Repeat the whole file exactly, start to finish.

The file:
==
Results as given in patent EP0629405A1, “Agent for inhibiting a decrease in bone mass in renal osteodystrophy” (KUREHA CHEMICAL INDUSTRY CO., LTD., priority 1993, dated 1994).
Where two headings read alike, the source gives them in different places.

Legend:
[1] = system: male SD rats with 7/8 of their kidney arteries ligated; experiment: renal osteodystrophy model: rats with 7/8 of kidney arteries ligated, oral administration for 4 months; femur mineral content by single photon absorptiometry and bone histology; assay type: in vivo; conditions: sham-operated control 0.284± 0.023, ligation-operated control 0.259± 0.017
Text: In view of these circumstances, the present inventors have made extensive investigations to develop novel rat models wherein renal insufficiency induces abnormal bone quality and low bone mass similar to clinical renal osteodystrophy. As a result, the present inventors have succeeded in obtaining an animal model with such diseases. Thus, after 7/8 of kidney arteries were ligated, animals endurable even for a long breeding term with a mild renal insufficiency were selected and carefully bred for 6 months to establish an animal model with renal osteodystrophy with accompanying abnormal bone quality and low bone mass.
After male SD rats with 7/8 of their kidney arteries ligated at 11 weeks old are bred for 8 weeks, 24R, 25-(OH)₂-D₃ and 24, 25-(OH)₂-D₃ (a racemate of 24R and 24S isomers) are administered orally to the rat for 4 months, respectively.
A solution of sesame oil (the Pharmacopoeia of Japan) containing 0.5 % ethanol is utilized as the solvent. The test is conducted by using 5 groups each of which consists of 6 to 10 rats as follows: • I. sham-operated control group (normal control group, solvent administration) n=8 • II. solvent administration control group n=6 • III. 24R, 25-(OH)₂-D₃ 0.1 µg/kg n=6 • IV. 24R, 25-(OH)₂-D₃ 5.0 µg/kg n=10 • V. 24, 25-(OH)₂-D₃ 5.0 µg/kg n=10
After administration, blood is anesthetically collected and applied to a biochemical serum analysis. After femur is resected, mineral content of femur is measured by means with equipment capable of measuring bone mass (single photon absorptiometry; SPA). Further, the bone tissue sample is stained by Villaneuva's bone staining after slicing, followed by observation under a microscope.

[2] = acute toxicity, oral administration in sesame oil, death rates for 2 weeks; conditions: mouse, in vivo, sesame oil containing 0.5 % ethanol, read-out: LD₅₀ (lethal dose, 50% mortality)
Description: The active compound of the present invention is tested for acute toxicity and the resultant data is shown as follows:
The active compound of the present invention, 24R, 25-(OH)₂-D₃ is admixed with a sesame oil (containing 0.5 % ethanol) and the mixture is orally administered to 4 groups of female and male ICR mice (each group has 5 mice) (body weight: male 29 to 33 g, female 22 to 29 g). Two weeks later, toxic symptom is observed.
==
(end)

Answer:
Results as given in patent EP0629405A1, “Agent for inhibiting a decrease in bone mass in renal osteodystrophy” (KUREHA CHEMICAL INDUSTRY CO., LTD., priority 1993, dated 1994).
Where two headings read alike, the source gives them in different places.

Legend:
[1] = system: male SD rats with 7/8 of their kidney arteries ligated; experiment: renal osteodystrophy model: rats with 7/8 of kidney arteries ligated, oral administration for 4 months; femur mineral content by single photon absorptiometry and bone histology; assay type: in vivo; conditions: sham-operated control 0.284± 0.023, ligation-operated control 0.259± 0.017
Text: In view of these circumstances, the present inventors have made extensive investigations to develop novel rat models wherein renal insufficiency induces abnormal bone quality and low bone mass similar to clinical renal osteodystrophy. As a result, the present inventors have succeeded in obtaining an animal model with such diseases. Thus, after 7/8 of kidney arteries were ligated, animals endurable even for a long breeding term with a mild renal insufficiency were selected and carefully bred for 6 months to establish an animal model with renal osteodystrophy with accompanying abnormal bone quality and low bone mass.
After male SD rats with 7/8 of their kidney arteries ligated at 11 weeks old are bred for 8 weeks, 24R, 25-(OH)₂-D₃ and 24, 25-(OH)₂-D₃ (a racemate of 24R and 24S isomers) are administered orally to the rat for 4 months, respectively.
A solution of sesame oil (the Pharmacopoeia of Japan) containing 0.5 % ethanol is utilized as the solvent. The test is conducted by using 5 groups each of which consists of 6 to 10 rats as follows: • I. sham-operated control group (normal control group, solvent administration) n=8 • II. solvent administration control group n=6 • III. 24R, 25-(OH)₂-D₃ 0.1 µg/kg n=6 • IV. 24R, 25-(OH)₂-D₃ 5.0 µg/kg n=10 • V. 24, 25-(OH)₂-D₃ 5.0 µg/kg n=10
After administration, blood is anesthetically collected and applied to a biochemical serum analysis. After femur is resected, mineral content of femur is measured by means with equipment capable of measuring bone mass (single photon absorptiometry; SPA). Further, the bone tissue sample is stained by Villaneuva's bone staining after slicing, followed by observation under a microscope.

[2] = acute toxicity, oral administration in sesame oil, death rates for 2 weeks; conditions: mouse, in vivo, sesame oil containing 0.5 % ethanol, read-out: LD₅₀ (lethal dose, 50% mortality)
Description: The active compound of the present invention is tested for acute toxicity and the resultant data is shown as follows:
The active compound of the present invention, 24R, 25-(OH)₂-D₃ is admixed with a sesame oil (containing 0.5 % ethanol) and the mixture is orally administered to 4 groups of female and male ICR mice (each group has 5 mice) (body weight: male 29 to 33 g, female 22 to 29 g). Two weeks later, toxic symptom is observed.